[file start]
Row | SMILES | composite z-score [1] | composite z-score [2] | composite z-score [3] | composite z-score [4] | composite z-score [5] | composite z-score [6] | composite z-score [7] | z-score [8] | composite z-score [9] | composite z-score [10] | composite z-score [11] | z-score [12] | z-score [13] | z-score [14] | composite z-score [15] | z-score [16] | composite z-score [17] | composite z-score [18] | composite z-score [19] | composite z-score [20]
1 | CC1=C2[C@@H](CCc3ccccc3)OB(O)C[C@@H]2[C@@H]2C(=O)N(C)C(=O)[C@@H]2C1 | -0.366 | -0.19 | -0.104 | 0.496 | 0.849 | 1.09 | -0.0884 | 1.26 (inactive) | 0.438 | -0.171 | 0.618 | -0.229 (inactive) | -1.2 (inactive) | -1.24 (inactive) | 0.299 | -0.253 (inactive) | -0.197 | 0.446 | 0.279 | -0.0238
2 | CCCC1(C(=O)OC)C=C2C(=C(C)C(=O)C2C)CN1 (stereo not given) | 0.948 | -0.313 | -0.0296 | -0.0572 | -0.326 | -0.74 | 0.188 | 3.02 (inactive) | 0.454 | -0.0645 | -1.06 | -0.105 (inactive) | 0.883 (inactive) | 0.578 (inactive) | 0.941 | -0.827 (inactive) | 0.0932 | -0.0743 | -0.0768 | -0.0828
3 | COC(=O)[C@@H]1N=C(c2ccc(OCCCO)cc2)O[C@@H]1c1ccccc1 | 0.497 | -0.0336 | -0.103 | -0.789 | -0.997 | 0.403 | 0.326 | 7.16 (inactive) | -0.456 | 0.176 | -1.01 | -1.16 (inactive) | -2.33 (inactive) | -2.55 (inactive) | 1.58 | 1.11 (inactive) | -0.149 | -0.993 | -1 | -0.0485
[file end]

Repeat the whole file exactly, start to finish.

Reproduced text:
Row | SMILES | composite z-score [1] | composite z-score [2] | composite z-score [3] | composite z-score [4] | composite z-score [5] | composite z-score [6] | composite z-score [7] | z-score [8] | composite z-score [9] | composite z-score [10] | composite z-score [11] | z-score [12] | z-score [13] | z-score [14] | composite z-score [15] | z-score [16] | composite z-score [17] | composite z-score [18] | composite z-score [19] | composite z-score [20]
1 | CC1=C2[C@@H](CCc3ccccc3)OB(O)C[C@@H]2[C@@H]2C(=O)N(C)C(=O)[C@@H]2C1 | -0.366 | -0.19 | -0.104 | 0.496 | 0.849 | 1.09 | -0.0884 | 1.26 (inactive) | 0.438 | -0.171 | 0.618 | -0.229 (inactive) | -1.2 (inactive) | -1.24 (inactive) | 0.299 | -0.253 (inactive) | -0.197 | 0.446 | 0.279 | -0.0238
2 | CCCC1(C(=O)OC)C=C2C(=C(C)C(=O)C2C)CN1 (stereo not given) | 0.948 | -0.313 | -0.0296 | -0.0572 | -0.326 | -0.74 | 0.188 | 3.02 (inactive) | 0.454 | -0.0645 | -1.06 | -0.105 (inactive) | 0.883 (inactive) | 0.578 (inactive) | 0.941 | -0.827 (inactive) | 0.0932 | -0.0743 | -0.0768 | -0.0828
3 | COC(=O)[C@@H]1N=C(c2ccc(OCCCO)cc2)O[C@@H]1c1ccccc1 | 0.497 | -0.0336 | -0.103 | -0.789 | -0.997 | 0.403 | 0.326 | 7.16 (inactive) | -0.456 | 0.176 | -1.01 | -1.16 (inactive) | -2.33 (inactive) | -2.55 (inactive) | 1.58 | 1.11 (inactive) | -0.149 | -0.993 | -1 | -0.0485